US to start regular Afghan airlifts via Russia

The United States will begin regular flights over Russian airspace within weeks to supply US forces in Afghanistan, a US defense official said yesterday, quashing speculation about cost-related snags.
The agreement struck in July on transit of troops, supplies and weapons for the US campaign in Afghanistan was viewed as the first achievement by President Barack Obama in his efforts to thaw chilly relations between Moscow and Washington.

But analysts had warned the proposed airlift route could be excessively expensive and the Kremlin disclosed that the United States has so far sent only one shipment of supplies through Russian airspace to Afghanistan.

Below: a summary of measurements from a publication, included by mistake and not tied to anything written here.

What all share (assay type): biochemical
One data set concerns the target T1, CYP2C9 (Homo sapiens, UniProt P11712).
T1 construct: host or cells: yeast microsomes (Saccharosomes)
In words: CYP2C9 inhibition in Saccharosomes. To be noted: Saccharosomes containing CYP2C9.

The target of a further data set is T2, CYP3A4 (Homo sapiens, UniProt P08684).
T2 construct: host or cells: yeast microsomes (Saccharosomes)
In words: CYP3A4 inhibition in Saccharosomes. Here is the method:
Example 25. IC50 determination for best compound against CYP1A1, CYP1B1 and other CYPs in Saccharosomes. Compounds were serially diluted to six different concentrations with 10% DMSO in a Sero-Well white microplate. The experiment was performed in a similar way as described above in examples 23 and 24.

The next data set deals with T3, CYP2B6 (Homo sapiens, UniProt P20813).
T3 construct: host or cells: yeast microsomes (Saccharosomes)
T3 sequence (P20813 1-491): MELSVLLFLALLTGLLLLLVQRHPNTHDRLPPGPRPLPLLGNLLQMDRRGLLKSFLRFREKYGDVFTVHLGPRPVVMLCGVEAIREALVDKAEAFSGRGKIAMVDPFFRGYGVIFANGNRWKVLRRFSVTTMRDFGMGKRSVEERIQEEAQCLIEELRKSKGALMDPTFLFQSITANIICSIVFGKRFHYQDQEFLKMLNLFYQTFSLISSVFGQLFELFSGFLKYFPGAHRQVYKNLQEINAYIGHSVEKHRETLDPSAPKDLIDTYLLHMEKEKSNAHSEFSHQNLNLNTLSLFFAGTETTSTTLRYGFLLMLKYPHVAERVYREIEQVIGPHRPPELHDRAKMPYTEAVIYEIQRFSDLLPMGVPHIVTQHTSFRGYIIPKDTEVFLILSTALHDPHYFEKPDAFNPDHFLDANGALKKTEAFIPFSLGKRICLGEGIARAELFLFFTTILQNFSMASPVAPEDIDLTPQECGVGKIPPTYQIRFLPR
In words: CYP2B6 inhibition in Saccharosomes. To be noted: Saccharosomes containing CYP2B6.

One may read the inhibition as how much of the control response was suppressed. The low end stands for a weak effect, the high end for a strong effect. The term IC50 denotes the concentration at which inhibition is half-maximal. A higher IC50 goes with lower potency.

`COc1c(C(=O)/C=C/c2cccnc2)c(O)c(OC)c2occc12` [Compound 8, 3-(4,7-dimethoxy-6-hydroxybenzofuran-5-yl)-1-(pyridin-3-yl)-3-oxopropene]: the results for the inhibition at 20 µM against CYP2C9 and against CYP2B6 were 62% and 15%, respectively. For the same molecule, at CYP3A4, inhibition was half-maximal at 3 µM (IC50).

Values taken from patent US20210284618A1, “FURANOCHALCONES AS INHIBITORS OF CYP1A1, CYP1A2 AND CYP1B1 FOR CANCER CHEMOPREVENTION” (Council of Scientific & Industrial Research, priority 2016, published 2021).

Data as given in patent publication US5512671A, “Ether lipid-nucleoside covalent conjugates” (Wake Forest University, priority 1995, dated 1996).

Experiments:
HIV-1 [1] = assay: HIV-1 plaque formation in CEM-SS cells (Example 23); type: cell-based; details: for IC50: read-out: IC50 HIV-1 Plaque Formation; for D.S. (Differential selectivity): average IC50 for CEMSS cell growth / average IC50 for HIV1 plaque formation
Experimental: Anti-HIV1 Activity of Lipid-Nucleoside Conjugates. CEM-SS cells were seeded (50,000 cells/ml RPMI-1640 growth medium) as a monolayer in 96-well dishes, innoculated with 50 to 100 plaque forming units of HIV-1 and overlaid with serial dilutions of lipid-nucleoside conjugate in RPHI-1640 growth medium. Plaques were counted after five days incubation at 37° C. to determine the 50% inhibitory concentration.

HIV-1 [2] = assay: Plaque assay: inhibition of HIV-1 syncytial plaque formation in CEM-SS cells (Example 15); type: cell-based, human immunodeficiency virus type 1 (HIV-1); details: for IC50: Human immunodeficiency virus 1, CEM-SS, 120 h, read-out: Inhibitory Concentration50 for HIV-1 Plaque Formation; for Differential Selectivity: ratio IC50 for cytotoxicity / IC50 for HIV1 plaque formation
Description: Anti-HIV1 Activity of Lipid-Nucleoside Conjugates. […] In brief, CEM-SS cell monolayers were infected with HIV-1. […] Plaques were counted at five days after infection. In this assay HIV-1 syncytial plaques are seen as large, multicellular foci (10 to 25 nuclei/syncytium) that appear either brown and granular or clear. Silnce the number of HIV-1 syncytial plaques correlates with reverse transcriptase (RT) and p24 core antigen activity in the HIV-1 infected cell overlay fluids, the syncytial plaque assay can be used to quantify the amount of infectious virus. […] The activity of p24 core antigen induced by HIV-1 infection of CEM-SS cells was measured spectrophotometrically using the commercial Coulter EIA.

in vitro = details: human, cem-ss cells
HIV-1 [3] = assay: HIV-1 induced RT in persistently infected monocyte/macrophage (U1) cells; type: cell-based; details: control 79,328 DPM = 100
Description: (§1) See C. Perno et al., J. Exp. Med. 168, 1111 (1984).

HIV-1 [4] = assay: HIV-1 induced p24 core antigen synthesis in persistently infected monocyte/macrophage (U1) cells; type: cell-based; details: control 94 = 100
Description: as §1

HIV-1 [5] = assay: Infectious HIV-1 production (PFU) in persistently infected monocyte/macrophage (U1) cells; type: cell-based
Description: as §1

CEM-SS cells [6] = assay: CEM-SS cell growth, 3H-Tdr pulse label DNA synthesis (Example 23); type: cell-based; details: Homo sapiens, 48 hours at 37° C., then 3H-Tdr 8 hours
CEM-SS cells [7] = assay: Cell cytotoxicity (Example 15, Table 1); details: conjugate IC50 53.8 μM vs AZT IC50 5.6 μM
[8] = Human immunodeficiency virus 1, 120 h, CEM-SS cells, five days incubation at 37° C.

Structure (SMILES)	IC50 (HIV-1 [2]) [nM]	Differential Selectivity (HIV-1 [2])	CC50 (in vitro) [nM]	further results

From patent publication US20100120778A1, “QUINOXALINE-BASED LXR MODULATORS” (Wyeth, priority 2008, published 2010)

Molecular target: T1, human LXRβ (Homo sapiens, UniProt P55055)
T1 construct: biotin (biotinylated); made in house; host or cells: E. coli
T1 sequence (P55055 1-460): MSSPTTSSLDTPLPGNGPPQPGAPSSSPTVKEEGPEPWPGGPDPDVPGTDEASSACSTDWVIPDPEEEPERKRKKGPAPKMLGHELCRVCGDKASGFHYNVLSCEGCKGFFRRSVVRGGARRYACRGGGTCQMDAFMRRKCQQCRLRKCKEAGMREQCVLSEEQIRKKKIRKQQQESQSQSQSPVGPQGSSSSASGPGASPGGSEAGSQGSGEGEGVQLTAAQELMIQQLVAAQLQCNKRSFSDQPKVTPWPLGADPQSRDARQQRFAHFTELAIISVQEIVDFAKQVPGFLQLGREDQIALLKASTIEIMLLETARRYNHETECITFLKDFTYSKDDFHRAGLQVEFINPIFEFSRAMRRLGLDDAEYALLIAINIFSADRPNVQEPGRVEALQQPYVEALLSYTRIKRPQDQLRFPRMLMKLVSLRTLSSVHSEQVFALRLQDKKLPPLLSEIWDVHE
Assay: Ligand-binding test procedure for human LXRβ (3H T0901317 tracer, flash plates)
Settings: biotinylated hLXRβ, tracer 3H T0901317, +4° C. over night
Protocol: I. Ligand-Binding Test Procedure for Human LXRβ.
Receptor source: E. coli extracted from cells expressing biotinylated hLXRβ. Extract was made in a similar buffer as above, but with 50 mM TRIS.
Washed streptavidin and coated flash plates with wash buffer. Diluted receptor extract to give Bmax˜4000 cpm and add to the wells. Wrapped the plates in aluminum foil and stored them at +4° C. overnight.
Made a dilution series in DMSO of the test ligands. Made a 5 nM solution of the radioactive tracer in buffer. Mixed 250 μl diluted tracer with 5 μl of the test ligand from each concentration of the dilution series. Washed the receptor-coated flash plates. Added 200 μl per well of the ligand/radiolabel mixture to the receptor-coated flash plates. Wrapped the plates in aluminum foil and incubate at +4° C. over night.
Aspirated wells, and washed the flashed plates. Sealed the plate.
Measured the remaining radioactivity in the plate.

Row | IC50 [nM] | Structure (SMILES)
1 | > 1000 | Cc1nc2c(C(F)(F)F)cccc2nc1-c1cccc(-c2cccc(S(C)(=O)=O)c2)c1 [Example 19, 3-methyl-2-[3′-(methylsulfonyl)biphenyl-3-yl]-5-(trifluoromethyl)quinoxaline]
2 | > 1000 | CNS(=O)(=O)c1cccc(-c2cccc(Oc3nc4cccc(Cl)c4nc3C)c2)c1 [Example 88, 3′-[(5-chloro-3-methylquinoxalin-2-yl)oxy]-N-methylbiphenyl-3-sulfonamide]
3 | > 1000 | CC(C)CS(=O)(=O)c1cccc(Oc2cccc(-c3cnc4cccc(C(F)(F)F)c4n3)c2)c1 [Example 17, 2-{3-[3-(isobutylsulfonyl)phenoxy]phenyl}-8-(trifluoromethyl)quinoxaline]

Alexander Vershbow, Assistant Secretary of Defense for International Security Affairs, said full implementation of the accord would come soon. It needed to be “vetted through the Russian government,” he said.
“Routine flights are just a few weeks away. So this is a good news story, no new problems have arisen,” he told reporters at a defense writer’s breakfast.

Vershbow said the first shipment, which the Kremlin said occurred in early August, was done to show the agreement was viable.

The White House has said the deal would allow up to 4500 flights a year and save up to $133 million (R982 million) annually.

President Dmitry Medvedev has said Russia fully backs US-led efforts to crush Taliban guerrillas in Afghanistan, although it would not send its own soldiers to fight in the country where Moscow lost a 10-year war in the 1980s.

Russia views instability in Afghanistan as a major security threat to itself and its southern, predominantly Muslim neighbours as well as a source of growing drug traffic. 

Pic: US Airforce insignia